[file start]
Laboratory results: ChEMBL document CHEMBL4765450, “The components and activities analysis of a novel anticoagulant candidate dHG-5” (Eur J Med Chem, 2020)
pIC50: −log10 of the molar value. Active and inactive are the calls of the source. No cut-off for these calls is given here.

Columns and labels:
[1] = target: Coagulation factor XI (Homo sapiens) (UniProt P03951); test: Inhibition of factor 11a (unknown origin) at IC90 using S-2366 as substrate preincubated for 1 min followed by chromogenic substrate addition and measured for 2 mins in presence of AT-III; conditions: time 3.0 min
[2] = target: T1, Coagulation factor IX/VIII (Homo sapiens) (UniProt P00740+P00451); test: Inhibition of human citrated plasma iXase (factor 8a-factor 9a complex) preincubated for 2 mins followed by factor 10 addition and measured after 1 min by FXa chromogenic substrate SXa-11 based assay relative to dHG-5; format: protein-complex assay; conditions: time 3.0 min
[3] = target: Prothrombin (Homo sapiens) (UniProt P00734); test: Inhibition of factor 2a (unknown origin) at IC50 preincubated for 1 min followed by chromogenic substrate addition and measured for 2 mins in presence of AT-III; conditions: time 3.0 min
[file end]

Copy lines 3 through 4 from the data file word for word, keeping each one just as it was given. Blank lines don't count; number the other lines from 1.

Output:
Columns and labels:
[1] = target: Coagulation factor XI (Homo sapiens) (UniProt P03951); test: Inhibition of factor 11a (unknown origin) at IC90 using S-2366 as substrate preincubated for 1 min followed by chromogenic substrate addition and measured for 2 mins in presence of AT-III; conditions: time 3.0 min